Ever since last Friday, when the Government of Canada fell and an election was called, people almost immediately began declaring that this will be “Canada’s first social media election.” Checking the chatter online in blogs and tweets, one can get a sense that people are under the impression that whichever party can garner the most “likes” or followers will run away with this election. If only it was that simple. Sheer numbers alone in social media is only but one part of the picture. What is more important is creating a community of highly engaged and connected members who will go to bat for you in terms of both money and time. But it takes time and efforts to build a community as oppose to a mob.
As part of our analysis of how the election is playing out on social media, we are conducting a review of the major social media tools each party is using. We began at each party’s official website and accessed the online social media tools they each provided to their visitors. Below are some of our preliminary results.
How long has each party had their social media accounts?
For Twitter and Facebook, most of the parties have decided to feature their leaders’ accounts. This is understandable since for most people the party’s leader is the public face of the party. However, for Youtube and Flikr, most of the parties use their party’s accounts. This decision to use different accounts on different social media sites is a bit perplexing and could potentially cause a lot of brand and message confusion.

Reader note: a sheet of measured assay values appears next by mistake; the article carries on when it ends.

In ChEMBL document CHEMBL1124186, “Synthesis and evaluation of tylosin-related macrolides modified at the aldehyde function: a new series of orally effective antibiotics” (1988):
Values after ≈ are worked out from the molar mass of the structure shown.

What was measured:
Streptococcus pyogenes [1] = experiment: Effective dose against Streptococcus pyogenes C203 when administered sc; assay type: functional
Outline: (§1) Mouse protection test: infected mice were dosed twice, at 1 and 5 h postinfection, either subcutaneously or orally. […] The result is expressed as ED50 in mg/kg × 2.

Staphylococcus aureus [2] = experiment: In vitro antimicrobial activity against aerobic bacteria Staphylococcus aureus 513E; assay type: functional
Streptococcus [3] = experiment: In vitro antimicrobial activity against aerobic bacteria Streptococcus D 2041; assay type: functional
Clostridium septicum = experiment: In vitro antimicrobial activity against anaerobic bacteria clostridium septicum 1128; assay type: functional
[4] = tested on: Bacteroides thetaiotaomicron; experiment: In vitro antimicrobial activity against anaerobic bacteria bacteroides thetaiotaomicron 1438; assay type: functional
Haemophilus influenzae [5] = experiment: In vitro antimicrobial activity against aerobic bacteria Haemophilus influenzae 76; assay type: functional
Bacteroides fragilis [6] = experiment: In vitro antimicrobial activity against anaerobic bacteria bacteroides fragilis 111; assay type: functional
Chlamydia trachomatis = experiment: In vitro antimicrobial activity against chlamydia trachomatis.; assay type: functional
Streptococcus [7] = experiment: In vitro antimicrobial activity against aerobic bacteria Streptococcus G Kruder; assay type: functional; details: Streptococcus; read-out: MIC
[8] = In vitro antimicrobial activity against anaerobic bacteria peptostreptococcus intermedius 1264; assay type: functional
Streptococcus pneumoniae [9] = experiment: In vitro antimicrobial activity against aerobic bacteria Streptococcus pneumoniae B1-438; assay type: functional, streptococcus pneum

Youtube was the first website adopted by all five parties in 2007, no doubt in preparation for the 2008 Federal Elections; same with Twitter. Except for Michael Ignatieff who joined Twitter in November 2008 when he announced his candidacy for the leadership of the Liberal Party, all of the other leaders started their accounts two months earlier, right around September 7, 2008, the time when parliament was dissolved by the Governor General. Stephen Harper was the first to join Twitter, starting his account 5 days prior to this. However, in spite of Michael Ignatieff’s late start on Twitter, he was the first leader to have a Facebook page back in September of 2006. None of the other leaders had Facebook pages until the summer of 2007, or the following year. Michael Ignatieff’s early adoption of Facebook might have to do with the fact that both he and the founder of Facebook, Mark Zuckerburg, have a close affiliation with Harvard, the place where Facebook got it start.
Overall, when you take other social media such as Youtube and Flikr into consideration, the Liberals are in the lead in this category because of their early adoption and usage of social networking sites, but only one point separates them from the Conservatives. The NDP and Bloc are tied in the 3rd place and the Green party was last to join the social media party.
Who has the largest online audience?